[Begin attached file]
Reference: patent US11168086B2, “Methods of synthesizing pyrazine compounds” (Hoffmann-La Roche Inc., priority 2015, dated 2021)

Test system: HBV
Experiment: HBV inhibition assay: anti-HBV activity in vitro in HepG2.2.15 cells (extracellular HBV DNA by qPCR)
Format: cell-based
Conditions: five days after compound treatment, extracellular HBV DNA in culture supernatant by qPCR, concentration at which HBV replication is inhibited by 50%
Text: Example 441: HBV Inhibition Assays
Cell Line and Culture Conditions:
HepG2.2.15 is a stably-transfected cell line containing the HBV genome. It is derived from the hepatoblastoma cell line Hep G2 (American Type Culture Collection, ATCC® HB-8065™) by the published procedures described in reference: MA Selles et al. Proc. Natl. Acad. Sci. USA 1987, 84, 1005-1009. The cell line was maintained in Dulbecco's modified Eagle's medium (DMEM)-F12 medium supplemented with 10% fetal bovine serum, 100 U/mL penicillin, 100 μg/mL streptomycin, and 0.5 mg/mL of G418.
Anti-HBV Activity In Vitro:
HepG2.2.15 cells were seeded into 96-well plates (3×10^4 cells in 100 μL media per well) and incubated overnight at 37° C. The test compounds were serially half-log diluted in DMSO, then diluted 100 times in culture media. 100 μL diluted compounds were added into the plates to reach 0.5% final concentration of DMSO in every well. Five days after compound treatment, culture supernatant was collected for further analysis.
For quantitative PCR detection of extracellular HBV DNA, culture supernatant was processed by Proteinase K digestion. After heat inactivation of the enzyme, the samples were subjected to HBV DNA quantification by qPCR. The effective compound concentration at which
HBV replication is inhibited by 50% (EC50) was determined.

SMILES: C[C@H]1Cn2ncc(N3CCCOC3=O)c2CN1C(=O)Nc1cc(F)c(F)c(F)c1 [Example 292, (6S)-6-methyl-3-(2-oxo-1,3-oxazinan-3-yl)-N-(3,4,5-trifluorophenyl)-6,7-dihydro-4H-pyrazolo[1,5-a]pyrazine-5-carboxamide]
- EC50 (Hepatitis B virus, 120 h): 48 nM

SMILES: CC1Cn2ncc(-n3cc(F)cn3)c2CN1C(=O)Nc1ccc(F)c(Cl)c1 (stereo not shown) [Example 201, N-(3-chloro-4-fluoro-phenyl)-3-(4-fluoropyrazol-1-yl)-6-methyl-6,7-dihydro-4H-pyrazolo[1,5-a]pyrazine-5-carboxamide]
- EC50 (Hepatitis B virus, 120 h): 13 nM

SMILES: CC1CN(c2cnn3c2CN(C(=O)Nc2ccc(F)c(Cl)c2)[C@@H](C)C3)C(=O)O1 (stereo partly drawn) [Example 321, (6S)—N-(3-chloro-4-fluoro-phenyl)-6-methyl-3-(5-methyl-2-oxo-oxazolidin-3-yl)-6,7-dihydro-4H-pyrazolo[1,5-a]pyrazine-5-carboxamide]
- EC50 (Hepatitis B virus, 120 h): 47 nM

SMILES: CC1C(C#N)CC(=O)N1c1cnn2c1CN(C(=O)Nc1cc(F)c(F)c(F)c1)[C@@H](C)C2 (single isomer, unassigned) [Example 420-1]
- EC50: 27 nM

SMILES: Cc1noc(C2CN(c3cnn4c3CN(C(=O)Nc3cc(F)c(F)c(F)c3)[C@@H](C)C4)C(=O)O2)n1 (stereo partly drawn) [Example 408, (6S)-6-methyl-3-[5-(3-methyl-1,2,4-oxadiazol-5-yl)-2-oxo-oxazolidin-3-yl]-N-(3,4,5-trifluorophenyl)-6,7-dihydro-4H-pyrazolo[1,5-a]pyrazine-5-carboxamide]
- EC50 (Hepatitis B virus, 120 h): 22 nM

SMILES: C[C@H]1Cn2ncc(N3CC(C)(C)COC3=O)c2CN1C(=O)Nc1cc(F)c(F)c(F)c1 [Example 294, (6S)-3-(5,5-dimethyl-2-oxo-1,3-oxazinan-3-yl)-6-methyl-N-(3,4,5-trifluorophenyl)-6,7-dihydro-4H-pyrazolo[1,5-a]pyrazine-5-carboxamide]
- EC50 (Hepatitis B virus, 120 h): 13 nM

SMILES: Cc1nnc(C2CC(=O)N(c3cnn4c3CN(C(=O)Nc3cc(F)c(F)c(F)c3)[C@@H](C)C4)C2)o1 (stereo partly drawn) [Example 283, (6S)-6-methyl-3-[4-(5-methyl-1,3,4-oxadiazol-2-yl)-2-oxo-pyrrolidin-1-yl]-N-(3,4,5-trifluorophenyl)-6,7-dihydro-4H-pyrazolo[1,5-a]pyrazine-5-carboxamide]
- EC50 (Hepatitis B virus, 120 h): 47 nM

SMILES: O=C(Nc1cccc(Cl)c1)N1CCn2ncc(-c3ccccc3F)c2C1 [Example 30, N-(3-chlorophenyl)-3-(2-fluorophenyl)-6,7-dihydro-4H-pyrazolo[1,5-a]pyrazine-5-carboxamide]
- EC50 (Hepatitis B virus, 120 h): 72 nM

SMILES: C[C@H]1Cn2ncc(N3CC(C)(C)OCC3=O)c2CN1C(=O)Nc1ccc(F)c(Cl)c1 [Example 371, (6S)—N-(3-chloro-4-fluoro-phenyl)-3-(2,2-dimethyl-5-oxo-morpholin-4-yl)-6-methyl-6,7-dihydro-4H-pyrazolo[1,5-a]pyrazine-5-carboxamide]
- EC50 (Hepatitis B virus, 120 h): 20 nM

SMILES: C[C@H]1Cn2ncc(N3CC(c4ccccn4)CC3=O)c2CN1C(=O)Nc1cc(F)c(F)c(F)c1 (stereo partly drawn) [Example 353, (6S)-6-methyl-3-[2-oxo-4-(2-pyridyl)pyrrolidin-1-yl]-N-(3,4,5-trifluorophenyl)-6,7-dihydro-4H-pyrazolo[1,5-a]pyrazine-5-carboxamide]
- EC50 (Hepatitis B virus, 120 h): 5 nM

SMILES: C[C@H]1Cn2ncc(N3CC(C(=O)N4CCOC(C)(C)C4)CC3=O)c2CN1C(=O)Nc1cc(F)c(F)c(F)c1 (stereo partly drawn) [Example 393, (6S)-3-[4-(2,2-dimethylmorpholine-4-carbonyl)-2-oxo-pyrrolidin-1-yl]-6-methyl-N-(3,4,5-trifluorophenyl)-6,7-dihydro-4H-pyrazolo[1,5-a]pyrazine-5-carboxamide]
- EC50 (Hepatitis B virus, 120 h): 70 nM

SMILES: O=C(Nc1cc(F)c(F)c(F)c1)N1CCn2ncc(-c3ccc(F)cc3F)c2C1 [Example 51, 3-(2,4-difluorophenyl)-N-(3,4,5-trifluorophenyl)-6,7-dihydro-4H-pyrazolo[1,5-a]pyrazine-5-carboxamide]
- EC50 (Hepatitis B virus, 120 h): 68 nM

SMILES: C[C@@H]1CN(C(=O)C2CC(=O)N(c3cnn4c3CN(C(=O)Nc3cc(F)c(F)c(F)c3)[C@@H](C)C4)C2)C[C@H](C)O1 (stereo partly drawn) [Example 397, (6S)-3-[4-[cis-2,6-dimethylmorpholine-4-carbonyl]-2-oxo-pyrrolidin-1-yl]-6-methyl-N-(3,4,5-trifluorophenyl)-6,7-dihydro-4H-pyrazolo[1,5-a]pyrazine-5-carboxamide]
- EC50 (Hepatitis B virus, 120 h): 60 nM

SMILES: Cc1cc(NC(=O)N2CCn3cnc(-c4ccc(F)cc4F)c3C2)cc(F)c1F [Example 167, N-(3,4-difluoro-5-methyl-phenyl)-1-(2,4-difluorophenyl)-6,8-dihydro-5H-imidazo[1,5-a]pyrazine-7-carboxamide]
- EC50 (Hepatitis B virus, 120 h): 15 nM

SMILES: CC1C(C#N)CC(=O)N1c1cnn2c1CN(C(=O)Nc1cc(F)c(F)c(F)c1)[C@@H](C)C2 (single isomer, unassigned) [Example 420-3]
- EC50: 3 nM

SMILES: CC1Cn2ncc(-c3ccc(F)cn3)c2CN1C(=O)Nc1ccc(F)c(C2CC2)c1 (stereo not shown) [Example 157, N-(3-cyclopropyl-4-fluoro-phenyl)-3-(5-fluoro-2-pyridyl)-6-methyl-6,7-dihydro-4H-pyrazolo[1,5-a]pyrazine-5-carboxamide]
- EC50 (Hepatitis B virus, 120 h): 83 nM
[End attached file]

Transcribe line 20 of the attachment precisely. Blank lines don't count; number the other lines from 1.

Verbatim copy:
- EC50: 27 nM